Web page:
“We didn’t know what we would discover. On the sonar, this could have been any number of things including the potential of it being another shipwreck. I’ve been seeking the chance to explore this large object that appeared on sonar so long ago.
It was amazing to explore this area and find this fascinating volcanic formation teeming with so much life,” says PH Nargeolet.

OceanGate Expeditions said the sonar transmission in 1996 was 'eerily similar' to that of the Titanic
“This discovery will improve the way we think about biodiversity of the abyss.
The apparently basalt volcanic formations are remarkable, and we are astonished at the diversity and density of the sponges, bamboo corals, other cold-water corals, squat lobsters, and fishes that are thriving at 2900 meters deep in the North Atlantic Ocean,” says Research Professor at the University of North Carolina Wilmington’s Center for Marine Science and OceanGate Expeditions chief scientist, Dr.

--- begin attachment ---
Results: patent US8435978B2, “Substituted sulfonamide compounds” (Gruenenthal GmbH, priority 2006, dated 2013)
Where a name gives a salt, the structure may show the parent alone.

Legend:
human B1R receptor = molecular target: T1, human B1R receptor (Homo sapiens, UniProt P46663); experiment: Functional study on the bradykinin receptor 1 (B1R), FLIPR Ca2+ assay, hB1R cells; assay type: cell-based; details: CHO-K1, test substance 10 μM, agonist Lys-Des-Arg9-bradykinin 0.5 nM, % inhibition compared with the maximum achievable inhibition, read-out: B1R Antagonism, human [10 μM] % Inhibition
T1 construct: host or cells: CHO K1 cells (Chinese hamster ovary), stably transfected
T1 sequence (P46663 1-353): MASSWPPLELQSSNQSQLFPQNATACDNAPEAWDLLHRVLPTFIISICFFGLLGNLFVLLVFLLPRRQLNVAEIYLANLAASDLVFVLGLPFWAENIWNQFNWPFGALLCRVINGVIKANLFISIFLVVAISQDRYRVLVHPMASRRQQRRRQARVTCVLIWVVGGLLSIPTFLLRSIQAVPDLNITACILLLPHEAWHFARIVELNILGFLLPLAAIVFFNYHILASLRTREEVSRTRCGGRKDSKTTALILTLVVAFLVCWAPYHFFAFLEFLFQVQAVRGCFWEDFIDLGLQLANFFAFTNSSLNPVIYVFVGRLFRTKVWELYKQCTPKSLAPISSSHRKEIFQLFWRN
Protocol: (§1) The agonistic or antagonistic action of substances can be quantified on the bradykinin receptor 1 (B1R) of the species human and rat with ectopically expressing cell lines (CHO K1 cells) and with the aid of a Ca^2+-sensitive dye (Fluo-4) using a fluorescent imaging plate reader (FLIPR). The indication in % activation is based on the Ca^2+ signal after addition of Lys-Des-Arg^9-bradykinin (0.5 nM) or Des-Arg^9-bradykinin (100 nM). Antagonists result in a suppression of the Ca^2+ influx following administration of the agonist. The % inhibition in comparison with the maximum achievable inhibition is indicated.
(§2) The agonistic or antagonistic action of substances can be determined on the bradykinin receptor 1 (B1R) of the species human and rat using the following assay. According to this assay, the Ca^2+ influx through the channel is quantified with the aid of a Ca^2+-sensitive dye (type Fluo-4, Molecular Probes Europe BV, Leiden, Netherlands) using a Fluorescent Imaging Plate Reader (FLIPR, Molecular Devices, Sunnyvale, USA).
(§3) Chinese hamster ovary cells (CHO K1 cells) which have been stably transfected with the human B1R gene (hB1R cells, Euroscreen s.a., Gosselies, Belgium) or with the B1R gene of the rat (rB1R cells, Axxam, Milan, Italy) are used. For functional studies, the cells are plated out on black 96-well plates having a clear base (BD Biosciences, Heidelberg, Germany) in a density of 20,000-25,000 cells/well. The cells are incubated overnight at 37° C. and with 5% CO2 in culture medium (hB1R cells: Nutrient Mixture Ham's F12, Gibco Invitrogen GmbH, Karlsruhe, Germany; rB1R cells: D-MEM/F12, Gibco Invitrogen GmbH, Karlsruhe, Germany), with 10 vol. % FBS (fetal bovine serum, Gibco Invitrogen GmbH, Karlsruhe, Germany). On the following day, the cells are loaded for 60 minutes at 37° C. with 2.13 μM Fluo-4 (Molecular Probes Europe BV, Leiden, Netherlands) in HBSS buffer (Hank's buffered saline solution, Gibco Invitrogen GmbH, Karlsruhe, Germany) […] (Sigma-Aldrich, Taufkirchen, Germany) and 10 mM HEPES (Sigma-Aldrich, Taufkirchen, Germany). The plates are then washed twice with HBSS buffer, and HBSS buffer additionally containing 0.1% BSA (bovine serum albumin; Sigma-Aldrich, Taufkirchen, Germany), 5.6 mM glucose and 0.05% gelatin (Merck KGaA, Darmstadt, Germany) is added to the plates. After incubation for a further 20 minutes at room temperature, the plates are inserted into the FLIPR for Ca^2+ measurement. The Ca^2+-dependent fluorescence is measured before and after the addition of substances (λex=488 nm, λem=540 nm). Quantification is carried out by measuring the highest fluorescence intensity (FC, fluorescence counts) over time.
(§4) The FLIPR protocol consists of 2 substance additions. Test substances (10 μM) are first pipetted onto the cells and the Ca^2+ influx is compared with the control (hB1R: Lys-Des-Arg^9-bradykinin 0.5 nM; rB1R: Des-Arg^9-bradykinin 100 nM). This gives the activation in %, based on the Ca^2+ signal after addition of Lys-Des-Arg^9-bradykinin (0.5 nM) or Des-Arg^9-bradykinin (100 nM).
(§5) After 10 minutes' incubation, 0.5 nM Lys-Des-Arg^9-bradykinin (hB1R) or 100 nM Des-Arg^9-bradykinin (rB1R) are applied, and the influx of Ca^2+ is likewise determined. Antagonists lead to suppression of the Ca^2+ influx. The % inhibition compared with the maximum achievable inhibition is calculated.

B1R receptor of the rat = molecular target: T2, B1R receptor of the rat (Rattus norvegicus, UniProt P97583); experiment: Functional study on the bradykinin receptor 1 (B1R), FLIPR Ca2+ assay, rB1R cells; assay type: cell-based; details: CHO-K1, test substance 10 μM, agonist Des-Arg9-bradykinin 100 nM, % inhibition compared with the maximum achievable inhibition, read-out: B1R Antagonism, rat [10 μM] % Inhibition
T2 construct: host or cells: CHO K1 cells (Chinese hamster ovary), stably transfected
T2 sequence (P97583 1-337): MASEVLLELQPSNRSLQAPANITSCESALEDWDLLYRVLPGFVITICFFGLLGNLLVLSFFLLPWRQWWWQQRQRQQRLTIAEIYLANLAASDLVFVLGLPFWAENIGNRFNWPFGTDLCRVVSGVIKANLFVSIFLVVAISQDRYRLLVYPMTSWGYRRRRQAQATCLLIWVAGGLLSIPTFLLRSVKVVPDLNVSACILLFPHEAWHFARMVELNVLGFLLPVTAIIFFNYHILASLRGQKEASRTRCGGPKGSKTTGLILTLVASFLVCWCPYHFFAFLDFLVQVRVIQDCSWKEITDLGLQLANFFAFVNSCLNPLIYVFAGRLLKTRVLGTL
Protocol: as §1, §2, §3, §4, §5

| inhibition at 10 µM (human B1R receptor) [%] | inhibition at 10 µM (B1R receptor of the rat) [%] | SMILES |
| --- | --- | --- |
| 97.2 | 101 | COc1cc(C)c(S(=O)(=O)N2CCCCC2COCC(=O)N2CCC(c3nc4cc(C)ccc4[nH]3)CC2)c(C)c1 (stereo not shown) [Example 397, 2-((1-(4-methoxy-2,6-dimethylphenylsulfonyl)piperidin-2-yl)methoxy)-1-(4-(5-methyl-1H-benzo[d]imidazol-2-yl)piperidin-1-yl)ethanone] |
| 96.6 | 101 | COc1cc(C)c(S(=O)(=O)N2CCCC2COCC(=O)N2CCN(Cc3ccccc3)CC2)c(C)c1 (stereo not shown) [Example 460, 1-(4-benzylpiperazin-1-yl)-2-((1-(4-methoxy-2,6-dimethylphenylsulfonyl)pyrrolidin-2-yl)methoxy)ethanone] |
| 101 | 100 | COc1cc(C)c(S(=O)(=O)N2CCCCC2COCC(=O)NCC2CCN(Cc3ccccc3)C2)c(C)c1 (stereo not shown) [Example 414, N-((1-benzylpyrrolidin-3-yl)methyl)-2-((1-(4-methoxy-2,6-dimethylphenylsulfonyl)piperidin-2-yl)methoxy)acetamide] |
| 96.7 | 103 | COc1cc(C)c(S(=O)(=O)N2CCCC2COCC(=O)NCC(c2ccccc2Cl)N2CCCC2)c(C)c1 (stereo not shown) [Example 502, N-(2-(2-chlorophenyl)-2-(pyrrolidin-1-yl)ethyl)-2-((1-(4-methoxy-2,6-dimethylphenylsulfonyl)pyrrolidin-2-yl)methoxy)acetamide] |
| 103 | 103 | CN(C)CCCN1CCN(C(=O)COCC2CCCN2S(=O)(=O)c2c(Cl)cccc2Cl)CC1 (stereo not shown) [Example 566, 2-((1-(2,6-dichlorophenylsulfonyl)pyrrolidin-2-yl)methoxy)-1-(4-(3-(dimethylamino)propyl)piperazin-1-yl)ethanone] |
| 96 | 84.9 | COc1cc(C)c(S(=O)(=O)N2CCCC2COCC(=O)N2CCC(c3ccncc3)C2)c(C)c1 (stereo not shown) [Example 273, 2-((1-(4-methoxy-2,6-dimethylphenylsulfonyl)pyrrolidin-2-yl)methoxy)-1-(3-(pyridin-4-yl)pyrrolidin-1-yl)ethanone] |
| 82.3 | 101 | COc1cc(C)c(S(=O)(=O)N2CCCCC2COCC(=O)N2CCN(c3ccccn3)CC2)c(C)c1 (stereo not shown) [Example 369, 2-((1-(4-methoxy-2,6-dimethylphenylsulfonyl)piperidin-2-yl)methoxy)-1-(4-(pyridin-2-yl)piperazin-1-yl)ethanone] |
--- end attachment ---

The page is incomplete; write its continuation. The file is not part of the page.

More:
Steve W. Ross.
“Uncovering this previously unknown ecosystem also provides an opportunity to make a comparison to the marine biology on and around Titanic.
The variety of lifeforms, concentration of life, and the overall ecosystems may differ between the deep artificial reef of the Titanic and this newly revealed natural deep ocean reef.
The similarities and differences will help us better understand our deep-sea environments,” continues Dr. Ross.

A picture shows the reef discovered near the site of the Titanic.
Scientists will now analyze the pictures.